Pt, Co-Pt, Co-Ni, Co-Ni@Pt, Co-Ni@Au as excellent electrocatalysts for alcohol electrooxidation in acidic an alkaline media with very high electrochemically active surface areas (around 240 m2 g−1) due to the accessible three-dimensional interconnected network formed by the mesopores. Mesoporous photocatalysts exhibited enhanced catalytic performance with significant improvements over the performance of the compact nanowires/nanorods or commercial PtRu nanoparticles. These structures provided an oxidation current/mass ratio that is significantly higher than other mesoporous nanowires prepared by the micellar solution approach and the onset potential of the ethanol or methanol electrooxidation is clearly advanced (Figure 11) [78,79,80].
The CoPt, CoNi, and CoNi@Pt core@shell mesoporous nanowires also demonstrated excellent catalytic activity in generating hydrogen and as magnetic nanocleaners of persistent organic pollutants in contaminated water. In particular, by employing sodium borohydride, the mesoporous nanowires catalyzed the reduction of organic compounds such as 4-nitrophenol, methylene blue, and rhodamine B, in turn, enhanced hydrogen formation [21,22,23]. Moreover, the magnetic character of the nanowires allowed their rotation with the application of rotating magnetic fields, as represented in Figure 12 for CoPt mesoporous nanowires (Figure 12b), which enhanced the destruction of organic pollutants (Figure 12c) and the generation of hydrogen (Figure 12d) [21]. Synthetizing magnetic mesoporous nanowires could be crucial to fabricating heterogeneous catalysts with highly active surface areas accessible to pollutants and that can act as nanostirrers to improve the local flow of material towards active sites of the catalyst. Moreover, the magnetic character of the nanowires allows easy recyclability and reusability. By facilitating the control of the velocity and directionality in relation to contaminated solution following the application of controlled magnetic fields, synthesized magnetic mesoporous nanowires can be also used as nanocleaners of persistent organic pollutants [23]. Figure 12e illustrates how the reduction in organic pollutants can enhance hydrogen generation with borohydride when the catalyst (i.e., 25-nm mesoporous nanowires) is magnetically stirred. The figure also shows the degradation of different pollutants when the nanowire catalysts advance into test channels.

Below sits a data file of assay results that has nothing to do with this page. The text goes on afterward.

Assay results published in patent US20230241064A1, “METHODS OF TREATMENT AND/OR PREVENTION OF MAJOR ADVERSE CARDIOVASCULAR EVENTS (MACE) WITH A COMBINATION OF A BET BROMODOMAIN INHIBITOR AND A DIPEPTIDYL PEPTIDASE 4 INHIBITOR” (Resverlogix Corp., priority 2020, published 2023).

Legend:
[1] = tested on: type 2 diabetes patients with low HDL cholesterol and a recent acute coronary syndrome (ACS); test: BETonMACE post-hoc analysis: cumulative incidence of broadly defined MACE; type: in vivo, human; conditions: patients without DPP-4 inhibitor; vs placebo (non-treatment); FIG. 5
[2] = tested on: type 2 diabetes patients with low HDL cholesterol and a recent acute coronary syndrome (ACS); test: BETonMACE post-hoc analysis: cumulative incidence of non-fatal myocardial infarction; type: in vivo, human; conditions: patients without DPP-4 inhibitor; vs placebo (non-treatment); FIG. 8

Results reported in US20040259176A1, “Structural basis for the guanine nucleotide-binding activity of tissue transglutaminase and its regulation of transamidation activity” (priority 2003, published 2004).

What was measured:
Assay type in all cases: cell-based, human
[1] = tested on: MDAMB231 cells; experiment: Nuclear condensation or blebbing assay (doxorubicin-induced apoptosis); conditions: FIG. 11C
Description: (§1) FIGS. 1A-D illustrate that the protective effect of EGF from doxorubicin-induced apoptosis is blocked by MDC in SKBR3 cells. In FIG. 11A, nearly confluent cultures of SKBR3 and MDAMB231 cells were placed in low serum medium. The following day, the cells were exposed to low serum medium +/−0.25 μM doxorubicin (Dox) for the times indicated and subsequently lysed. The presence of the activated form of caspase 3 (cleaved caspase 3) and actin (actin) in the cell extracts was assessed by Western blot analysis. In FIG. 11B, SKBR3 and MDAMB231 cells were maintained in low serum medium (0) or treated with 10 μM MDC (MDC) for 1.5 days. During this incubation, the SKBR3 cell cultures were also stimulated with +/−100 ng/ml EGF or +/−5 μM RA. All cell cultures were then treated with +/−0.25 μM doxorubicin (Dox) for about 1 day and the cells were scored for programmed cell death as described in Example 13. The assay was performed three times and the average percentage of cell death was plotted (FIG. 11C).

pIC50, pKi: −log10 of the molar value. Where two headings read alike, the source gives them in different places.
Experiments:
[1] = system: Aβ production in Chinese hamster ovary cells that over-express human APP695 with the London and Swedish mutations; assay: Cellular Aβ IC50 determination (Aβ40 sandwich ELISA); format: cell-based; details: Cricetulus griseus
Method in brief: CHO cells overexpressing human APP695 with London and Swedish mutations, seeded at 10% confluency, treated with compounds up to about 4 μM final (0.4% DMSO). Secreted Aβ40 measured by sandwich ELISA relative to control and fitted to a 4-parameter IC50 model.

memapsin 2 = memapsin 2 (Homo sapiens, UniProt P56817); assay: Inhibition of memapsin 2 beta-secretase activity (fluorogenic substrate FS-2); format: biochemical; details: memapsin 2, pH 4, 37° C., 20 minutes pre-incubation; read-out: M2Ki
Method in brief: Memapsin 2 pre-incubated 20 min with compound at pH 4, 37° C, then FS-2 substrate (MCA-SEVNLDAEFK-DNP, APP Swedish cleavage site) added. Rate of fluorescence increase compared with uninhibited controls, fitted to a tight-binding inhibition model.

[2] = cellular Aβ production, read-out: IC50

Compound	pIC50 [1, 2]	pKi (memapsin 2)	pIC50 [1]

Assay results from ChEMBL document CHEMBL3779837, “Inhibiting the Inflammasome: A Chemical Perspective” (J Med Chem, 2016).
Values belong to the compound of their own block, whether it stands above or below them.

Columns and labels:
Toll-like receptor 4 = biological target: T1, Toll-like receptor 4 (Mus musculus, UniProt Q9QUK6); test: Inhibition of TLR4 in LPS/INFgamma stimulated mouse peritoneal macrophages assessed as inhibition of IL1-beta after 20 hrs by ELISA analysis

Thus, microemulsion-assisted electrodeposition is an interesting soft-templating approach that can be adopted for the manufacture of competitive new heterogeneous catalysts for energy and water decontamination applications.

5. Conclusions

In this review, we have presented the potential of the defined electrochemical strategies to fabricate mesoporous metal and alloy structures that are useful as effective heterogeneous catalysts for reactions involved in clean energy production or degradation of organic pollutants in water remediation. Electrochemical fabrication is a competitive approach for producing mesoporous metal or oxides catalysts because by means of a one-step procedure, it is possible to directly transform the precursors in a solution to a solid catalyst, through electrodeposition process. In this approach, the electrodeposited solid must be a mesoporous structure as a consequence of the presence of a porogen-inducer agent that is active during the electrodeposition process. One or more electroactive species are reduced by the application of potential/current densities. Therefore, the electrochemical method is a cheap and simple synthesis procedure that further substitutes aggressive reducing agents by electricity to transform ions in solution to the solid mesoporous catalysts.